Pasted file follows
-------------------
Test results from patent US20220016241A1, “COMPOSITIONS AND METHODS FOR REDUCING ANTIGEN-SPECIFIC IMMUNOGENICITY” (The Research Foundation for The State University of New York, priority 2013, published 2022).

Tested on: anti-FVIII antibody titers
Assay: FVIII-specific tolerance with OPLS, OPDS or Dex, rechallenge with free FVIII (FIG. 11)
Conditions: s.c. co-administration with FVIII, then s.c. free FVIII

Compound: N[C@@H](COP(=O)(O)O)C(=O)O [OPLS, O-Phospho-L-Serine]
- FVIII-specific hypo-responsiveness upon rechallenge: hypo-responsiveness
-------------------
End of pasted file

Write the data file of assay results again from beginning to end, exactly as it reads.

Test results from patent US20220016241A1, “COMPOSITIONS AND METHODS FOR REDUCING ANTIGEN-SPECIFIC IMMUNOGENICITY” (The Research Foundation for The State University of New York, priority 2013, published 2022).

Tested on: anti-FVIII antibody titers
Assay: FVIII-specific tolerance with OPLS, OPDS or Dex, rechallenge with free FVIII (FIG. 11)
Conditions: s.c. co-administration with FVIII, then s.c. free FVIII

Compound: N[C@@H](COP(=O)(O)O)C(=O)O [OPLS, O-Phospho-L-Serine]
- FVIII-specific hypo-responsiveness upon rechallenge: hypo-responsiveness